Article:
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How many of the 1500 asylum seeker lives lost at sea since 2001 could have been saved?
Zahra (6), Fatima (7) and Eman (9) - the daughters of Sondos Ismail and Ahmed Alzalimi -  three of the 146 children who lost their lives when the vessel that has become known as SIEVX foundered in international waters en route to Christmas Island on 19 October 2001.
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The 'Olong', aka SIEV4 -  with 223 passengers
146 children

142 women

65 men


This boat is not SIEVX.
SIEVX was smaller & carried nearly 200 more passengers.

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For earlier articles see our archives: People Smuggling | Challenging | Defending


SIEVX - Key New Evidence Released!

4 February 2003
by Marg Hutton & Tony Kevin

More than fifteen months after the SIEVX tragedy, sensational new evidence has emerged today as a result of a Question on Notice to DFAT by Senator Faulkner last November.

Faulkner's question to DFAT has elicited a copy of the priority, classified 'restricted' and 'contains sensitive information' cable that was sent from the Australian Embassy in Jakarta on 23 October 2001, the day that Australia first heard about the disaster [p1, p2, p3, p4]. Being the main report to Ministers on the tragedy, this cable had an extraordinarily wide Ministerial and official listed distribution in Canberra.

This distribution repays careful reading now, in the light of subsequent public statements by Ministers in 2001 and 2002, and evidence tendered by senior officials in the Senate Select Committee and elsewhere in 2002.

We know that this very cable was read out in the Prime Minister's People Smuggling Taskforce (PST) meeting on the afternoon of 23 October, and was the primary source for the PST summary minute of that day describing the sinking. (See Halton's evidence of 30 July 2002, CMI 2126-2140)

We are currently preparing a detailed and sustained analysis of this new published evidence, but here below is a brief summary of our immediate observations:

  1. Compare the cable [p1, p2, p3] with an article that appeared in Indonesian Business news magazine the same day - 23 October 2001. This shows that the text of the cable must have been shown by the Embassy to Indonesian Business, as the magazine uses the same text almost verbatim. It would appear that the embassy intention was to disseminate a detailed authoritative account of the tragedy to the media with as much speed and impact as possible . Was this done in order to maximise the deterrent objective of the sinking?

    And the question must also be asked - why was it that Indonesian Business Magazine was made privy to this 'restricted' Australian Intelligence information, and yet the Australian public has had to wait more than fifteen months to see it?

  2. In a chilling new item of public evidence, we note that the cable reports that a makeshift upper deck made of chipboard had been added on to the 19.5 X four metre boat. We believe that this was done not (as the cable disingenuously suggests) to 'enhance seaworthiness', but to provide more deck space to increase the possible number of people who could be crammed onto the boat. (No previous boat of this size had carried more than 230 passengers - SIEVX embarked with 421). This supports an hypothesis that SIEVX was intended to sink through gross overloading.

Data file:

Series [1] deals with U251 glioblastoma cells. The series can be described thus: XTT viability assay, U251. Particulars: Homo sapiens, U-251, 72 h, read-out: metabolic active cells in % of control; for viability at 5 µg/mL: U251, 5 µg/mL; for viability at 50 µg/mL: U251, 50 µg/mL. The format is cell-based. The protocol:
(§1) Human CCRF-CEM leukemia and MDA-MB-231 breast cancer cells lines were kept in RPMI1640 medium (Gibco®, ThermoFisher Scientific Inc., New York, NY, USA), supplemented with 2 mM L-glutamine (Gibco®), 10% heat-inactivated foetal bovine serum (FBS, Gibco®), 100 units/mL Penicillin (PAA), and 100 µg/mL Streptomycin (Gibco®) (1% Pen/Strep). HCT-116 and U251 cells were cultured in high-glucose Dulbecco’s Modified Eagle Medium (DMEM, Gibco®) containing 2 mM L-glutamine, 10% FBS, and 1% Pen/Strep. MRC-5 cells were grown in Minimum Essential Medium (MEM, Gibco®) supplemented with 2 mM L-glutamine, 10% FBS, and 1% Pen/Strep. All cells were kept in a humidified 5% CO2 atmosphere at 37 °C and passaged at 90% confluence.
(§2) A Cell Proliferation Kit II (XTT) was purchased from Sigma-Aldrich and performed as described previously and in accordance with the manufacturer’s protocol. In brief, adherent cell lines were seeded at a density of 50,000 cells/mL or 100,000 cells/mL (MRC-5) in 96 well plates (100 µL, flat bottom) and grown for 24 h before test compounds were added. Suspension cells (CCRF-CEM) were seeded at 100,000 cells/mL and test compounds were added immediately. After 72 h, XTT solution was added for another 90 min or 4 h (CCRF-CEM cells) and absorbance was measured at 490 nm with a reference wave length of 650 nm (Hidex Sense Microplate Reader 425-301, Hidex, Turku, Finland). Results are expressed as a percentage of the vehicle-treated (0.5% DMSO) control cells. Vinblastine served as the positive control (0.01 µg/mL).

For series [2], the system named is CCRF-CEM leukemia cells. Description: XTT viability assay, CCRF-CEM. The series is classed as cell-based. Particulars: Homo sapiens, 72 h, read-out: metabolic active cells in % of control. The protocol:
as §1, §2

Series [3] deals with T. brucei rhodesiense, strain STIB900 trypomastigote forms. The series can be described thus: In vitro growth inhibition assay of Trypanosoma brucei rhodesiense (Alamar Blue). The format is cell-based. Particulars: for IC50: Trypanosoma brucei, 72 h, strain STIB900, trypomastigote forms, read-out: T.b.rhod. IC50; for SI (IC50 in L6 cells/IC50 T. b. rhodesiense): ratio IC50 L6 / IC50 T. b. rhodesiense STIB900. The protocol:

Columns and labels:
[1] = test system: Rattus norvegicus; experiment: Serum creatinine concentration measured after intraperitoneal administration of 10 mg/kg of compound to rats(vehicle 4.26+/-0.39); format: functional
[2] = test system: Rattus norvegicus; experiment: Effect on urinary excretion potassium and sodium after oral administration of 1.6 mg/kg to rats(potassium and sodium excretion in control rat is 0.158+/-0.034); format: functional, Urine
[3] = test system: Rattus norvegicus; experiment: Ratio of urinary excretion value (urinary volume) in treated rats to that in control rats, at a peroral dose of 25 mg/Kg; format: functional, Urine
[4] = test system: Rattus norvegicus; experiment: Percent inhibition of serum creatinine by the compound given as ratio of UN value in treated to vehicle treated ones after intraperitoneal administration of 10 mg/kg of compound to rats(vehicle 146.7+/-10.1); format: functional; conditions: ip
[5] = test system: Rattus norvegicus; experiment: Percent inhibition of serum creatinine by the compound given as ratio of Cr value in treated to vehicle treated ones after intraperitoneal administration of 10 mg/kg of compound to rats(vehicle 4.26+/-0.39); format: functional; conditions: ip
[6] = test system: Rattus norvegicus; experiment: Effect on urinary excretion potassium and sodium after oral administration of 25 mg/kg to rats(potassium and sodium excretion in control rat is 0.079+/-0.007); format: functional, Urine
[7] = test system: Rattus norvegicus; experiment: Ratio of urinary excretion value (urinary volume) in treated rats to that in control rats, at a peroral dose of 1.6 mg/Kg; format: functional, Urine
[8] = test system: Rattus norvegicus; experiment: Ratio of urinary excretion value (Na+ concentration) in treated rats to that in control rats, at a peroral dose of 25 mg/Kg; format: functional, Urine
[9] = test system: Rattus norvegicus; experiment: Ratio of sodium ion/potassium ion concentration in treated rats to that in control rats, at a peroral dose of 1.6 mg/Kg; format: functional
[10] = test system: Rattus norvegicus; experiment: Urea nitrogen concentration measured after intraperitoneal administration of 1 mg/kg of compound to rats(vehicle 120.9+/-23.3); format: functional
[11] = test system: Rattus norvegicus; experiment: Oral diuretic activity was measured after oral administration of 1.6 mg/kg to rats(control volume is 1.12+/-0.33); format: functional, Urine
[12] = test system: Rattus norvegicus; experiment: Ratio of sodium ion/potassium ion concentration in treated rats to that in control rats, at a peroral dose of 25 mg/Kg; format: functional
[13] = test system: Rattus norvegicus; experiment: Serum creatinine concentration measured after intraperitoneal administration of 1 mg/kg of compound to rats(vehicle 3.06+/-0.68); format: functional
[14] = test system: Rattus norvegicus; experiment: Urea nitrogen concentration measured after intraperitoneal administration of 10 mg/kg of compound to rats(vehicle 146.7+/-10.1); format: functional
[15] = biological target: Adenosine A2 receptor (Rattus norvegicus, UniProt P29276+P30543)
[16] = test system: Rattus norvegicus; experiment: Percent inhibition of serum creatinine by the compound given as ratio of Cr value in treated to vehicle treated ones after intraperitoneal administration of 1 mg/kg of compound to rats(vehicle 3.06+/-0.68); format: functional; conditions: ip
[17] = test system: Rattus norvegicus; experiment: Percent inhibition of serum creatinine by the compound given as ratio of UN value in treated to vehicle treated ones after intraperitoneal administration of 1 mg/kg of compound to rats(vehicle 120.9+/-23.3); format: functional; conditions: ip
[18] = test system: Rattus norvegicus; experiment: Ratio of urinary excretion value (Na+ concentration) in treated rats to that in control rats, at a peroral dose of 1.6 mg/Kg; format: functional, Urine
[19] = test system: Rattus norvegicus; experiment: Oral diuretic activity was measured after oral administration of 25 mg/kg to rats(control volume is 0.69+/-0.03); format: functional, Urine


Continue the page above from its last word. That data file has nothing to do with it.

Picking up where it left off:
3. Compare the rescue co-ordinates that SBS Dateline obtained from the Harbor Master at Sunda Kelapa Port in Jakarta with the stated sinking position as detailed in the cable:

    'the exact position of vessel at the time of sinking is unknown, but it is judged as no further south than 8 degrees south latitude on a direct line from Sunda St. to Christmas Is.'

    We had already plotted the rescue co-ordinates on the template of the RAAF surveillance map (see map). If one now plots a latitude line at 8 degrees south it is apparent that the sinking point proposed in the DFAT cable is similarly well to the south of Indonesian territorial waters and also well inside the Operation Relex surveillance zone.

    The language of the cable strenuously tries to obfuscate where the boat sank. If it had sunk in Indonesian territorial waters, the cable would certainly have said so. For the cable to say that the boak sank 'within the Indonesian maritime search and rescue area of responsibility' (a meaningless comment as shown by our map - this nominal area extends to south of Christmas island), and 'no further south than 8 degrees', suggests that officials who drafted the cable knew all along that it sank in international waters and in the Operation Relex surveillance zone, but were trying to sanitise this unpalatable message.

    This is the final nail in the coffin for the government cover story that SIEVX sank in 'Indonesian waters' and further proof that the Prime Minister repeatedly misled the Australian public throughout the 2001 election campaign when he stated on talkback radio that the vessel sank in 'Indonesian waters' contrary to his own embassy's cabled advice of 23 October 2001. (see this article for detailed links to Howard's quotes.)

  4. Note the reference to SIEVX radioing Abu Quassey an hour into the voyage. The fact that the vessel had a radio and that it was known to be used during the voyage indicates that DSD may have picked up its transmission. Similarly DSD may have also intercepted the rescue boat transmission to its owner calling for advice on where to take the survivors.

  5. Note the large areas of black ink - what else is the government trying to conceal from us in this key cable?


[For detailed analysis of this new evidence see this article] ( 9231) | ©Copyright Marg Hutton ~ / 2002-2014